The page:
Israeli biogas digesters energize isolated Palestinian village
Palestinian villagers living in desolate, off-grid areas in the West Bank have begun using Israeli-made biogas generators
Palestinian villagers living in desolate, off-grid areas in the West Bank have begun using Israeli-made biogas generators that supply free, clean energy by gobbling up organic waste.
The portable, household “anaerobic digesters” made by Israeli start-up company HomeBioGas turn food leftovers and manure into methane for cooking and lighting.
They can be taken along if people living in ramshackle huts or tent dwellers, such as local Bedouin, decide to relocate or move home.
“HomeBioGas has invented this simple digester that can easily be assembled and transported,” said Palestinian engineer Amer Rabayah, who coordinates installation of the devices.
Rural West Bank areas that Palestinians want as part of a future state with the Gaza Strip and East Jerusalem have been left under-developed, while Israel, which captured the territory in a 1967 Middle East war, has invested in adjacent settlements.
Palestinians - largely left to fend for themselves - have relied on donations from foreign states and international aid agencies.
“(In) this area ... there is no water or electricity. We have no services,” said local resident and digester owner Nayef Zayid.
Around 40 digesters have been set up in a pilot project at the Palestinian village of al-Awja in the central West Bank's Jordan Valley.
The European Union has funded the project to the tune of some 500,000 euros ($559,750), and the Peres Center for Peace, set up by former Israeli president Shimon Peres, facilitated Israeli-Palestinian cooperation.
A group of Israeli and Palestinian volunteers helped assemble the digesters, which take about three hours to install.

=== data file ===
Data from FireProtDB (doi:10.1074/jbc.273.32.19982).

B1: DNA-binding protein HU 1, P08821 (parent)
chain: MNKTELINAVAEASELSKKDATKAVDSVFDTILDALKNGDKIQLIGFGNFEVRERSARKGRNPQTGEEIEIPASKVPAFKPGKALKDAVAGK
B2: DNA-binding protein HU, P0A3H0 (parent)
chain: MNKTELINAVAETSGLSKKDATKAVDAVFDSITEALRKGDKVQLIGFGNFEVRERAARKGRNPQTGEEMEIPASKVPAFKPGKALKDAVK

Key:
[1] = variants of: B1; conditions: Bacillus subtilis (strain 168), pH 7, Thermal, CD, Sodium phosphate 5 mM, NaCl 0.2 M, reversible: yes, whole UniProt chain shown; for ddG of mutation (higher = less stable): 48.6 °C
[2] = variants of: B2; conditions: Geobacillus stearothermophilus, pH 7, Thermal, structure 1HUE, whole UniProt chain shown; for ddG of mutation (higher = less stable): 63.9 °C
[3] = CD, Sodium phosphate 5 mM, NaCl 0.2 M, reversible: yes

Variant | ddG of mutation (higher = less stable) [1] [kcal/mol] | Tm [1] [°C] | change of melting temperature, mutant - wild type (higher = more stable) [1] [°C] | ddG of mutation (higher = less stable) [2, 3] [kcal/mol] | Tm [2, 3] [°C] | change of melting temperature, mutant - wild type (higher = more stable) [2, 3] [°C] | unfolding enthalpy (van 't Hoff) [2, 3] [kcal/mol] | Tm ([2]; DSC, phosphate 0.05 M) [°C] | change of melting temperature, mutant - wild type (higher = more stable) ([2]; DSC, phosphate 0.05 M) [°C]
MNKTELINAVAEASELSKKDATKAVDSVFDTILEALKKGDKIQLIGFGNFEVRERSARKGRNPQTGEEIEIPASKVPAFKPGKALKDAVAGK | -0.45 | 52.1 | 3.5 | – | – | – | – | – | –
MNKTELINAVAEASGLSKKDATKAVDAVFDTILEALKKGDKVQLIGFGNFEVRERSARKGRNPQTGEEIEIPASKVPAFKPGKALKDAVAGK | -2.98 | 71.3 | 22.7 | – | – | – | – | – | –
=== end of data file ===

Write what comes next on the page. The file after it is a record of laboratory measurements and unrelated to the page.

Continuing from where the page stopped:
Some digesters have also been provided to Bedouin in Israel in partnership with the Arava Institute for Environmental Studies, based in the arid Negev desert.
Oshik Efrati, chief executive officer of HomeBioGas, said he hoped the product would save many lives in rural areas across the world where smoke from cooking on an open fire causes severe respiratory illness and death.
Up to 2.7 billion people live in under-served communities with no access to clean energy and waste disposal services, HomeBioGas says, while 4.3 million women and children die each year due to inhaling smoke from indoor open fires.
The company aims to expand its production capacity and enlist governments and aid agencies to buy digesters for impoverished communities, but plans are still in their infancy, Efrati said.
“This system will be available to everyone that needs it in the developing world. It will eliminate waste, it makes clean gas, and there is no need to breathe in any smoke,” he said.
A fermentation process to produce the gas is precipitated when bacteria is added in powder or liquid form to a mix of water and waste.
The bacteria then multiply to create a self-perpetuating process.
Rich liquid fertilizer, a byproduct of the process, can also be used to boost crop growth for a population that largely relies on agriculture for income, Efrati explained.
HomeBioGas declined to discuss a retail price for the digester, whose materials and construction costs amount to a few hundred dollars. It is best suited for use in warm climates.
The company also sees affluent, environmentally aware Western consumers as future clients for its product, which will be sold to them for profit, marketing director Ami Amir said.